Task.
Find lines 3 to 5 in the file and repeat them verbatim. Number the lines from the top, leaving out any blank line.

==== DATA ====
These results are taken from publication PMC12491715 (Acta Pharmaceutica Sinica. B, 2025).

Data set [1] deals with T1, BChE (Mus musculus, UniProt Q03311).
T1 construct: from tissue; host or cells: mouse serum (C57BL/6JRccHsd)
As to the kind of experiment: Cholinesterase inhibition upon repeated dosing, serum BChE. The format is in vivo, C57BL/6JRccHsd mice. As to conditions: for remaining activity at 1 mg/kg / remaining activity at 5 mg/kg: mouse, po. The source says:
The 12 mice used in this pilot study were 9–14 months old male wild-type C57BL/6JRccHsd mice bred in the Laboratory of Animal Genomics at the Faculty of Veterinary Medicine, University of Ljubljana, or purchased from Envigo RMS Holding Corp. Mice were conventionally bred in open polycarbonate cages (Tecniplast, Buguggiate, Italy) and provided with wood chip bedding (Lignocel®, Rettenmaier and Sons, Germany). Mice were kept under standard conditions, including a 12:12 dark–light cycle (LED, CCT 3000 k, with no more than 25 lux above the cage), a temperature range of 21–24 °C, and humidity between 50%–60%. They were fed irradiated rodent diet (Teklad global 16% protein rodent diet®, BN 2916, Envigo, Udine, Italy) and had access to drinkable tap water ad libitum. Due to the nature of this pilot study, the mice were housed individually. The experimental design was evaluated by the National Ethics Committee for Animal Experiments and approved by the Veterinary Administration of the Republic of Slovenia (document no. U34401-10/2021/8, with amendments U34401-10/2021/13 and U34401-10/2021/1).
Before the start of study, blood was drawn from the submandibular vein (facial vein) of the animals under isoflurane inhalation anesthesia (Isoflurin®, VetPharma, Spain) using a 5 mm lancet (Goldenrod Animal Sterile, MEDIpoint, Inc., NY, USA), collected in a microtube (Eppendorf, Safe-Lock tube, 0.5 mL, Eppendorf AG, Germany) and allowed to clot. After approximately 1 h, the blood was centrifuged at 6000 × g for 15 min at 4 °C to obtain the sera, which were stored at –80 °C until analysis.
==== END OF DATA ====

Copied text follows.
T1 construct: from tissue; host or cells: mouse serum (C57BL/6JRccHsd)
As to the kind of experiment: Cholinesterase inhibition upon repeated dosing, serum BChE. The format is in vivo, C57BL/6JRccHsd mice. As to conditions: for remaining activity at 1 mg/kg / remaining activity at 5 mg/kg: mouse, po. The source says:
The 12 mice used in this pilot study were 9–14 months old male wild-type C57BL/6JRccHsd mice bred in the Laboratory of Animal Genomics at the Faculty of Veterinary Medicine, University of Ljubljana, or purchased from Envigo RMS Holding Corp. Mice were conventionally bred in open polycarbonate cages (Tecniplast, Buguggiate, Italy) and provided with wood chip bedding (Lignocel®, Rettenmaier and Sons, Germany). Mice were kept under standard conditions, including a 12:12 dark–light cycle (LED, CCT 3000 k, with no more than 25 lux above the cage), a temperature range of 21–24 °C, and humidity between 50%–60%. They were fed irradiated rodent diet (Teklad global 16% protein rodent diet®, BN 2916, Envigo, Udine, Italy) and had access to drinkable tap water ad libitum. Due to the nature of this pilot study, the mice were housed individually. The experimental design was evaluated by the National Ethics Committee for Animal Experiments and approved by the Veterinary Administration of the Republic of Slovenia (document no. U34401-10/2021/8, with amendments U34401-10/2021/13 and U34401-10/2021/1).